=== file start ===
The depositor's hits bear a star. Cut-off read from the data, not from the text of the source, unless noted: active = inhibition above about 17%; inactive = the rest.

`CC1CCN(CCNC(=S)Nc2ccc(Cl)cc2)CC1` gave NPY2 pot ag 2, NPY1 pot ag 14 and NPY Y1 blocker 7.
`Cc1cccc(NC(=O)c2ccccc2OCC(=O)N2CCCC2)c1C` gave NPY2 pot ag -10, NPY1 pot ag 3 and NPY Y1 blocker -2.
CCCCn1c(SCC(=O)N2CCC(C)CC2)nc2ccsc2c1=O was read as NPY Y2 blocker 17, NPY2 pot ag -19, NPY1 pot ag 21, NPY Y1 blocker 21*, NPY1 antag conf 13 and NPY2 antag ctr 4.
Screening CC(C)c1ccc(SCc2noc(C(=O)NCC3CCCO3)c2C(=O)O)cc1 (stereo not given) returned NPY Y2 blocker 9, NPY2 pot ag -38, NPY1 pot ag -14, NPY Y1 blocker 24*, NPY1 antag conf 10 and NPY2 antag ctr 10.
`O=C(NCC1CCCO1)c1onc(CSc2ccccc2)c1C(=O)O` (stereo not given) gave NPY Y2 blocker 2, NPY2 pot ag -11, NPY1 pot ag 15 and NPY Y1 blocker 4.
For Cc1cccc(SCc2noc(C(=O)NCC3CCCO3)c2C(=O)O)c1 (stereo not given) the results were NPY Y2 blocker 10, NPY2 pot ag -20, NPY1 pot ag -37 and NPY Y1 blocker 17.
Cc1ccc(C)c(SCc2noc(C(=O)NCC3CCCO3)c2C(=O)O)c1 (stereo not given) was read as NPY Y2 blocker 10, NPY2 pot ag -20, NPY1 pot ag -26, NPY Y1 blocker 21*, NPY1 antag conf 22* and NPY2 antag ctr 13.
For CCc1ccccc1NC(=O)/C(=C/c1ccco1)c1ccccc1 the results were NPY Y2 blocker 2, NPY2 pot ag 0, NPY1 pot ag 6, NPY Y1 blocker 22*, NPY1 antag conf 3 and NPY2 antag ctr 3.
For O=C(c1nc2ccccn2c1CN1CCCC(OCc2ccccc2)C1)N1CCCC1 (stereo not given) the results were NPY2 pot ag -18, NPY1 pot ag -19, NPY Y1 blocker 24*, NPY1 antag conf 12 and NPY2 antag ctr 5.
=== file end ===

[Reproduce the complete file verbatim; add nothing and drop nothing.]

The depositor's hits bear a star. Cut-off read from the data, not from the text of the source, unless noted: active = inhibition above about 17%; inactive = the rest.

`CC1CCN(CCNC(=S)Nc2ccc(Cl)cc2)CC1` gave NPY2 pot ag 2, NPY1 pot ag 14 and NPY Y1 blocker 7.
`Cc1cccc(NC(=O)c2ccccc2OCC(=O)N2CCCC2)c1C` gave NPY2 pot ag -10, NPY1 pot ag 3 and NPY Y1 blocker -2.
CCCCn1c(SCC(=O)N2CCC(C)CC2)nc2ccsc2c1=O was read as NPY Y2 blocker 17, NPY2 pot ag -19, NPY1 pot ag 21, NPY Y1 blocker 21*, NPY1 antag conf 13 and NPY2 antag ctr 4.
Screening CC(C)c1ccc(SCc2noc(C(=O)NCC3CCCO3)c2C(=O)O)cc1 (stereo not given) returned NPY Y2 blocker 9, NPY2 pot ag -38, NPY1 pot ag -14, NPY Y1 blocker 24*, NPY1 antag conf 10 and NPY2 antag ctr 10.
`O=C(NCC1CCCO1)c1onc(CSc2ccccc2)c1C(=O)O` (stereo not given) gave NPY Y2 blocker 2, NPY2 pot ag -11, NPY1 pot ag 15 and NPY Y1 blocker 4.
For Cc1cccc(SCc2noc(C(=O)NCC3CCCO3)c2C(=O)O)c1 (stereo not given) the results were NPY Y2 blocker 10, NPY2 pot ag -20, NPY1 pot ag -37 and NPY Y1 blocker 17.
Cc1ccc(C)c(SCc2noc(C(=O)NCC3CCCO3)c2C(=O)O)c1 (stereo not given) was read as NPY Y2 blocker 10, NPY2 pot ag -20, NPY1 pot ag -26, NPY Y1 blocker 21*, NPY1 antag conf 22* and NPY2 antag ctr 13.
For CCc1ccccc1NC(=O)/C(=C/c1ccco1)c1ccccc1 the results were NPY Y2 blocker 2, NPY2 pot ag 0, NPY1 pot ag 6, NPY Y1 blocker 22*, NPY1 antag conf 3 and NPY2 antag ctr 3.
For O=C(c1nc2ccccn2c1CN1CCCC(OCc2ccccc2)C1)N1CCCC1 (stereo not given) the results were NPY2 pot ag -18, NPY1 pot ag -19, NPY Y1 blocker 24*, NPY1 antag conf 12 and NPY2 antag ctr 5.